So traditional brokers have won "minimum service" laws in many states that force discount brokers to offer more services -- and thereby force consumers to pay higher fees.
When I confronted David Lereah, chief economist for the National Association of Realtors, about that, he said,
"Not everyone is providing the adequate amount of services to protect the consumer."
Excuse me, but if I want a Realtor to protect my interests, I'll hire one. I didn't hire them to protect me from concluding I don't need their services. If I think I'm better off selling my home with less help than they want to sell me, that should be my choice.
Part of being a free person is deciding for yourself what's in your interests. That doesn't mean you can't get expert help, but it does mean you get to decide when, how much, and from whom. If the Realtors think "for sale by owner" and discount brokerages are bad options, they should -- as they do -- make their case through advertising.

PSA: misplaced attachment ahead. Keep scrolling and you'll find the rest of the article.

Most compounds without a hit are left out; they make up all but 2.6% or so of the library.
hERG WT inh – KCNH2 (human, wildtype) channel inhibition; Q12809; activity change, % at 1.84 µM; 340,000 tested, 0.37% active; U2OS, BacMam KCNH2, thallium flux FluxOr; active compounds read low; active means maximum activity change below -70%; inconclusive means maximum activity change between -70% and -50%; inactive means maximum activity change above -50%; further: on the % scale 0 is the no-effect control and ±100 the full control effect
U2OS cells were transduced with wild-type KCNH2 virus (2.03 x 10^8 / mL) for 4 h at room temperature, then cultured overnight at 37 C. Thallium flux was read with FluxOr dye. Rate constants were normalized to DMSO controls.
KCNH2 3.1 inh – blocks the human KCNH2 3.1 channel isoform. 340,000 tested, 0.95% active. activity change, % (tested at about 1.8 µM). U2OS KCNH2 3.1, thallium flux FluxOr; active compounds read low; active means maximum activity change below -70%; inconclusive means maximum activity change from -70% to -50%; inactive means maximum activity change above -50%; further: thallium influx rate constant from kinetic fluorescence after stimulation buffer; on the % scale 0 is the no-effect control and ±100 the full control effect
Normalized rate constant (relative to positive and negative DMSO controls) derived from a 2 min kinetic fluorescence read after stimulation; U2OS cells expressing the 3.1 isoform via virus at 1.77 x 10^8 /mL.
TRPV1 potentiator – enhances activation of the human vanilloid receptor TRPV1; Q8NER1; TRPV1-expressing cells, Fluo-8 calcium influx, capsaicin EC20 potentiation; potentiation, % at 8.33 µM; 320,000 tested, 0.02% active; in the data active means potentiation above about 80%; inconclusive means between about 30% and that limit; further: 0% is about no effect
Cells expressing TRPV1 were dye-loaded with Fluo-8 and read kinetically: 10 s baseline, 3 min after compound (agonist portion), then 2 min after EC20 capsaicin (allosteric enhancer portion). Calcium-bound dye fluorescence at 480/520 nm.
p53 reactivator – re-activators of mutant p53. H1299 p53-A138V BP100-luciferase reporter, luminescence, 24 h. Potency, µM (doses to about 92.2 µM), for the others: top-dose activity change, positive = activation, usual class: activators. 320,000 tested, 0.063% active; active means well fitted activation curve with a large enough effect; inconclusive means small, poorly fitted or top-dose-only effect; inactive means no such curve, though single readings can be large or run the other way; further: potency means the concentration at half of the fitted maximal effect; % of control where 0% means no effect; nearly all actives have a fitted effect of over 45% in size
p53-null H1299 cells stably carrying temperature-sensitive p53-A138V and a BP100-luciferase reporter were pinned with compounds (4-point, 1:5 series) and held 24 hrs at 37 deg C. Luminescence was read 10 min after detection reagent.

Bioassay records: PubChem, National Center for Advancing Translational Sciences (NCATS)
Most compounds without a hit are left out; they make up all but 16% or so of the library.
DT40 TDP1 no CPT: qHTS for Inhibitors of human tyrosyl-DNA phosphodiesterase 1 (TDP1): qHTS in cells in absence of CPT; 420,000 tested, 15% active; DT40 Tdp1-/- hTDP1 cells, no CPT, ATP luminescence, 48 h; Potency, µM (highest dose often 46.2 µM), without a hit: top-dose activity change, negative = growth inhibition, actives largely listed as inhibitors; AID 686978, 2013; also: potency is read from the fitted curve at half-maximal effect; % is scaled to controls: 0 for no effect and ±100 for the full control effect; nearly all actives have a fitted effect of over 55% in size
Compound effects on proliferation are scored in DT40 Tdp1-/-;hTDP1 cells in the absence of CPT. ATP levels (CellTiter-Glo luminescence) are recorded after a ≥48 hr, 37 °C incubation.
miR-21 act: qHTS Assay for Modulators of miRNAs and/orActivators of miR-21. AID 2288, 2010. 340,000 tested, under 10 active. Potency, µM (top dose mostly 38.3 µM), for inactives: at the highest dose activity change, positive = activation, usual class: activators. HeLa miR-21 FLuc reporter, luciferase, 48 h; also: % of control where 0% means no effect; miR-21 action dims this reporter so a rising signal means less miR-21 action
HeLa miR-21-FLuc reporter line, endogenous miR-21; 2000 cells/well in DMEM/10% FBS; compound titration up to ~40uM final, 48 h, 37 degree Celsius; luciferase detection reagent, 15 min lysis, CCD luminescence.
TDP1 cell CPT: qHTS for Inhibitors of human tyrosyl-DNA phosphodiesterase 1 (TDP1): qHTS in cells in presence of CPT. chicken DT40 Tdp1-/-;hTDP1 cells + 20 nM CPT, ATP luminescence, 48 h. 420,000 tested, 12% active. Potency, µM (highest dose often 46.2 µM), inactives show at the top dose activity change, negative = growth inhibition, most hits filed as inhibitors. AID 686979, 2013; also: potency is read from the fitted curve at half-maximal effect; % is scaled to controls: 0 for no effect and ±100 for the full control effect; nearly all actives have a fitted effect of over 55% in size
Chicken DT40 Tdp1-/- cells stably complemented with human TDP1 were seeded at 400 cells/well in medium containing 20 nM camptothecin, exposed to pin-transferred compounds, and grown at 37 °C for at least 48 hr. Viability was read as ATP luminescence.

Ironically, the same industry asking government to keep home sales expensive has itself been a victim of government meddling. Real-estate agents share information through what are called "multiple listing services." It's one of their best services, and it costs money and effort to maintain. But the federal government is trying to force the brokers to let their competitors take advantage of their invention.
Why not let real-estate services compete on the open market? Traditional brokers provide a lot of knowledge and effort, and their multiple listing services reflect big investments; if you want the benefit of their energy and expertise, it's only fair that you should pay for it. But if you think you're better off with a cheaper alternative, that should be your choice, too. The government should stick to enforcing the contracts you willingly decide to make.